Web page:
Bids for the destruction of the Kinkead Building two blocks east of the Capitol will be opened Oct. 14.
Public Works Manager Gus Nuñez said eight potential bidders attended the pre-bid meeting at his office a week ago and took an extensive tour of the building. He said that tour lasted about a half day because, “bidders have to know a lot about the building to take it down.”
Nuñez said Tuesday the state may get four or five bids for the project.
“We should get a good bid,” he said.
Nuñez has vowed to demolish Kinkead, often described as the worst building the state ever put up, before the end of the year. Nuñez tried for several sessions to get the money but budgetary shortfalls and other needs kept cutting the money out. But the 2017 Legislature finally included $1.7 million in the state budget to do the job.
It has been vacant more than a decade because of fears an earthquake would cause it to collapse.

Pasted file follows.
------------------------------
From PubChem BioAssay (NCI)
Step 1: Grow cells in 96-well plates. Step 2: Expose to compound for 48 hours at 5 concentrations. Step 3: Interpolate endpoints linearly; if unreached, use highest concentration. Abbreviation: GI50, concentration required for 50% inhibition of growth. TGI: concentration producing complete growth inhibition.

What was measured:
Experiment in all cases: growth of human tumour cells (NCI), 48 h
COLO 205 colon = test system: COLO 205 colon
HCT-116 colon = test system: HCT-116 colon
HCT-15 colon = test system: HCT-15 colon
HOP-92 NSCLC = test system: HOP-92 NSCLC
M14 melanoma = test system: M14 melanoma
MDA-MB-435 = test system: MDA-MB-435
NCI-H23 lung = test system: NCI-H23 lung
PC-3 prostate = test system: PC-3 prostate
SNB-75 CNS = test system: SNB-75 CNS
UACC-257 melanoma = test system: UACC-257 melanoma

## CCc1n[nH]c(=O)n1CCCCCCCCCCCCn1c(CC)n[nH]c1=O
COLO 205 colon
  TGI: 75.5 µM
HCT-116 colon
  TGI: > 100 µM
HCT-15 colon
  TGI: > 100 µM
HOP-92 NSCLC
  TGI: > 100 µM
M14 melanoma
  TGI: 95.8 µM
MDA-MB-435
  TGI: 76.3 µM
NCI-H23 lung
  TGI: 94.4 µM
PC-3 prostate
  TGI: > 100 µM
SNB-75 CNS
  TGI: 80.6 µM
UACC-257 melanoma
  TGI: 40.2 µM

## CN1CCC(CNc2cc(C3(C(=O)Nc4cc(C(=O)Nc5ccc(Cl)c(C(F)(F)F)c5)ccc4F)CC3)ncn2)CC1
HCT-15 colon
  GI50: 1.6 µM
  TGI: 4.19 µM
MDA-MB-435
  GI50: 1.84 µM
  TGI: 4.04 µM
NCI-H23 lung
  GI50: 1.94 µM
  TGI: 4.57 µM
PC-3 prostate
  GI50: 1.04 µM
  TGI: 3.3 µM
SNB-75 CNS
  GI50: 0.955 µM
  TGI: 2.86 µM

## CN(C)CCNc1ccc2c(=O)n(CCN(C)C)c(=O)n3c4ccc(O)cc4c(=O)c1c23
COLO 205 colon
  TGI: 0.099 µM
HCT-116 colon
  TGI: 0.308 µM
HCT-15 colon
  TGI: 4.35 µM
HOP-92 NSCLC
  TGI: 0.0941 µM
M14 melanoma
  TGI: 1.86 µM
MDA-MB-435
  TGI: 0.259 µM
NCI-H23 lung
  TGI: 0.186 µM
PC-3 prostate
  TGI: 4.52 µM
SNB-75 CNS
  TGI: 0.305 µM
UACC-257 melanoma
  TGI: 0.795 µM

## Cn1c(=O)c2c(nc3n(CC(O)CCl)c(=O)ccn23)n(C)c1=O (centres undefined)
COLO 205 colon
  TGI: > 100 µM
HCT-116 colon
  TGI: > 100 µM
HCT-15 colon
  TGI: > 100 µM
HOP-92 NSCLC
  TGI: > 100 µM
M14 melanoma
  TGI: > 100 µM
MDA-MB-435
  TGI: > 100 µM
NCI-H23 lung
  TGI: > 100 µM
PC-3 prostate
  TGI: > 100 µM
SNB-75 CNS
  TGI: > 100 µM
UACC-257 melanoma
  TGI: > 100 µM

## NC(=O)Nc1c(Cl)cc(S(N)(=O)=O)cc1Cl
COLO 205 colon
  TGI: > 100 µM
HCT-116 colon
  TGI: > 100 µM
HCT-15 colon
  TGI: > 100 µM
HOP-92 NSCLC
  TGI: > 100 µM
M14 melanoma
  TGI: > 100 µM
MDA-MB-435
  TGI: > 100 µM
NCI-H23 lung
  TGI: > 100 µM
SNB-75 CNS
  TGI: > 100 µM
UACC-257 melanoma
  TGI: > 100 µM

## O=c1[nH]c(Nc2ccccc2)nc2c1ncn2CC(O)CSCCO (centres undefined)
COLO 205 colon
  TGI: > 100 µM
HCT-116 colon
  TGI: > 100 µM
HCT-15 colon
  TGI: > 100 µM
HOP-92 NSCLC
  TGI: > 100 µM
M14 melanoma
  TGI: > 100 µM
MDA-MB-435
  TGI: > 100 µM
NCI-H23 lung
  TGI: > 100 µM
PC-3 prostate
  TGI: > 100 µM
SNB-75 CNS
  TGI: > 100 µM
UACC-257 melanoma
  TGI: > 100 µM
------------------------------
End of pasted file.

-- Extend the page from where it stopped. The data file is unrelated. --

Kinkead was built in 1975 and, within months of opening, the floors started tilting, windows leaked and concrete chunks in the building’s core started breaking lose.
Now, according to Deputy Public Works administrator Chris Chimits, its floors are sagging badly and the core structure of the building is failing. It’s to the point where fire and police agencies that have been using the building for training are now required to sign release forms before entering.
Chimits said if the state waits much longer, Kinkead might collapse on its own.
The open question, however, is how the winning contractor will do the job. A fair number of state workers who formerly suffered in offices at Kinkead seem to favor imploding the building. Former Health and Human Services Director Mike Willden, now Chief of Staff to Gov. Brian Sandoval, has suggested a raffle to see who gets to push the plunger.
Nuñez said how Kinkead is demolished will be up to the winning contractor.